The subject token is always returned as part of kernel-generated audit records for system calls. The praudit command displays the subject token as follows:
subject,cjc,cjc,staff,cjc,staff,424,223,0 0 quisp
The audit ID, user ID, group ID, process ID, and session ID are long instead of short.
Note - The subject token fields for the session ID, the real user ID, or the real group ID might be unavailable. The value is then set to -1.
Any token that contains a terminal ID has several variations. The praudit command hides these variations on output of the terminal ID so that they all appear the same. This field is handled the same way for any token that contains it. The terminal ID is either an IP address and port number, or a device ID, such as the serial port that is connected to a modem, in which case it is zero. The terminal ID is specified in one of several formats:
For device numbers:
32-bit applications: 4-byte device number, 4-bytes unused
64-bit applications: 8-byte device number, 4-bytes unused
For port numbers in the Solaris 7 release or earlier releases:
32-bit applications: 4-byte port number, 4-byte IP address
64-bit applications: 8-byte port number, 4-byte IP address
For port numbers in the Solaris 8 or 9 releases:
32-bit with IPV4: 4-byte port number, 4-byte IP type, 4-byte IP address
32-bit with IPV6: 4-byte port number, 4-byte IP type, 16-byte IP address
64-bit with IPV4: 8-byte port number, 4-byte IP type, 4-byte IP address
64-bit with IPV6: 8-byte port number, 4-byte IP type, 16-byte IP address
Figure 25-26 subject Token Format
The text token contains a text string. This token has three fields:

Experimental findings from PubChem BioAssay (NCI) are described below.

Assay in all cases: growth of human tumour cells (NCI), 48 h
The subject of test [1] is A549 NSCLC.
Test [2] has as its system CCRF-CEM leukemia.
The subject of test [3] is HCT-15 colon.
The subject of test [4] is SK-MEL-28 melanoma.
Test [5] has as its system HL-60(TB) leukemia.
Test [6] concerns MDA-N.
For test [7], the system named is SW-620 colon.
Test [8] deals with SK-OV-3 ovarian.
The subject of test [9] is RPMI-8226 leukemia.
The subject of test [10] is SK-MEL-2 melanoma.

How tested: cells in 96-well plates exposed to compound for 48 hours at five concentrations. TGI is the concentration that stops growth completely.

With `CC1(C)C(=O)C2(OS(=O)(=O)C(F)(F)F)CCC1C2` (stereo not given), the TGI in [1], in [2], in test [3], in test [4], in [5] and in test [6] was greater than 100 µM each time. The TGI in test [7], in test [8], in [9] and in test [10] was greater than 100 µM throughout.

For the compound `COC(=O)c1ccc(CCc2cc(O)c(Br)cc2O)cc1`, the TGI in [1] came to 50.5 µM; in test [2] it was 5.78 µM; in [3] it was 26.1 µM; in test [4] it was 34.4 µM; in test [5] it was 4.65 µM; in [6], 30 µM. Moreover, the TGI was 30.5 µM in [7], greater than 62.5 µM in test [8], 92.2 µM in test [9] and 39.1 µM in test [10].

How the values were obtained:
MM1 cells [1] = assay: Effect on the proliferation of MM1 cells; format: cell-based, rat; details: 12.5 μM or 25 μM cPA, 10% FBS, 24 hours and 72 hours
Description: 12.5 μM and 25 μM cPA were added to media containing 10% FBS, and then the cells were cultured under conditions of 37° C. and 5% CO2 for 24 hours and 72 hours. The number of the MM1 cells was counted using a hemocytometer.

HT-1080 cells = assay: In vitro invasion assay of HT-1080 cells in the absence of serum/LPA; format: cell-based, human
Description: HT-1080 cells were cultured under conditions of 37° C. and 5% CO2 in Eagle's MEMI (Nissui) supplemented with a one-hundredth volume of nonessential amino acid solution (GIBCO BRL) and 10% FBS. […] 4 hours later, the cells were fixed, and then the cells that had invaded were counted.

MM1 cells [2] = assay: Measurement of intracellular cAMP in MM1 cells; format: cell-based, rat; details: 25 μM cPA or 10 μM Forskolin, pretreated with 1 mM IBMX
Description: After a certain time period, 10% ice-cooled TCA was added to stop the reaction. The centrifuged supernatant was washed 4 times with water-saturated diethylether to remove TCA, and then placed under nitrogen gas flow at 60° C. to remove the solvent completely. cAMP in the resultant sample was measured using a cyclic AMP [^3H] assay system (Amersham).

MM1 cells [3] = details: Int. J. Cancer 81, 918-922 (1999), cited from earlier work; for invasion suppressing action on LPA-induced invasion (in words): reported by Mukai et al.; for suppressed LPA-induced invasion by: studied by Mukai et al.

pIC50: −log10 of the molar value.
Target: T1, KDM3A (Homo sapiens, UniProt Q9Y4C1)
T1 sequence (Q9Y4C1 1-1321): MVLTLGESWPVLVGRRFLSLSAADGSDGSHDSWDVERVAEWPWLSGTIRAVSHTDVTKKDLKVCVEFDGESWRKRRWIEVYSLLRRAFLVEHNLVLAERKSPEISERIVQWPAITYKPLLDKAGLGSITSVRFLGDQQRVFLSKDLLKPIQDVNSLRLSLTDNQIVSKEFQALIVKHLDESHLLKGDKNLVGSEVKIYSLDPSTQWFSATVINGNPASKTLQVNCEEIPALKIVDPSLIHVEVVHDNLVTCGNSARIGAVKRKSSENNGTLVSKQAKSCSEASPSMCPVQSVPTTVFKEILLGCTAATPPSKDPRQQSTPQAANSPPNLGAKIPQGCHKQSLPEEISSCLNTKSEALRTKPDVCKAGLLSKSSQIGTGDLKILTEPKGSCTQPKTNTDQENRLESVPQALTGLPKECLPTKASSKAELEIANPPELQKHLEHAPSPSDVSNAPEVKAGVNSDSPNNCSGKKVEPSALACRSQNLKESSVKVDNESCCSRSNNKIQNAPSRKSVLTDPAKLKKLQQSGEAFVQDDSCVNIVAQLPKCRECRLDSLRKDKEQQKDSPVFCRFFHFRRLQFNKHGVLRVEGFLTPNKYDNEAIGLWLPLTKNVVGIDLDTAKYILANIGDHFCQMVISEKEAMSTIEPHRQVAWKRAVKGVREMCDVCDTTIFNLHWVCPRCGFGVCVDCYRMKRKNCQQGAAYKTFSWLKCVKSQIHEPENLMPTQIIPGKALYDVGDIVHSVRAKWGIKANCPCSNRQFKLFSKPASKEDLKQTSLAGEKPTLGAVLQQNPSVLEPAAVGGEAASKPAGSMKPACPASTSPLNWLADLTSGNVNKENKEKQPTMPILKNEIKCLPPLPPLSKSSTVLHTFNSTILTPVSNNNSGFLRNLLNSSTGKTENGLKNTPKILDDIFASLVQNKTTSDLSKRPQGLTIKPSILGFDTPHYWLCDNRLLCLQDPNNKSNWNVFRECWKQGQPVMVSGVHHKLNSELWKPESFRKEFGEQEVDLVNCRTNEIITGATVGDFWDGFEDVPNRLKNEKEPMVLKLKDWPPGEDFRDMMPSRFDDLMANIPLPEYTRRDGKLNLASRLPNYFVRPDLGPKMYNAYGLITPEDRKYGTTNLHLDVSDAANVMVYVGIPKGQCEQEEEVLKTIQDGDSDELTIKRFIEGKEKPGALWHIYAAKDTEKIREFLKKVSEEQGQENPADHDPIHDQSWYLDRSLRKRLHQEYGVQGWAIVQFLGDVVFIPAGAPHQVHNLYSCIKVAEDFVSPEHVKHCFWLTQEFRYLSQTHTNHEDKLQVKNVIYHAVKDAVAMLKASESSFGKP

a token ID that identifies this token as a text token
the length of the text string
the text string itself
The praudit command displays the text token as follows:
Figure 25-27 text Token Format
The two tokens, header and trailer, are special in that they distinguish the end points of an audit record and bracket all the other tokens. A header token begins an audit record. A trailer token ends an audit record. The trailer token is an optional token and is added as the last token of each record only when the trail audit policy has been set.
The trailer token supports backward seeks of the audit trail. The trailer token has three fields:
a token ID that identifies this token as a trailer token
a pad number to aid in marking the end of the record
the total number of characters in the audit record, including both the header and trailer tokens
Figure 25-28 trailer Token Format
The audit trail analysis software ensures that each record contains both the header and trailer tokens. In the case of a write error, as when a file system becomes full, an audit record can be incomplete and truncated. The auditsvc() system call, that is responsible for writing data to the audit trail, attempts to write complete audit records. When file system space runs out, the system call terminates without releasing the current audit record. When the system call resumes, it can then repeat the truncated record. For more information, see the auditsvc(2) man page.
Device Allocation Reference
Device allocation protects removable media from unauthorized use. By requiring that a user allocate a device, or by denying a user permission to use a device, you can protect your site from loss of data, computer viruses, and other security breaches. The following section provides information about BSM device allocation.
Components of the Device-Allocation Mechanism
The allocate, deallocate, dminfo, and list_devices commands. For more information, see "Using the Device-Allocation Commands".
The /etc/security/device_allocate file. See the device_allocate(4) man page.
The /etc/security/device_maps file. See the device_maps(4) man page.
A lock file in the /etc/security/dev directory for each allocatable device.
The changed attributes of the device-special files that are associated with each allocatable device.
Device-clean scripts for each allocatable device.
The device_allocate file, the device_map file, and the lock files are local configuration files. These files are not administered as name service databases because tape drives, diskette drives, and printers are all connected to specific machines.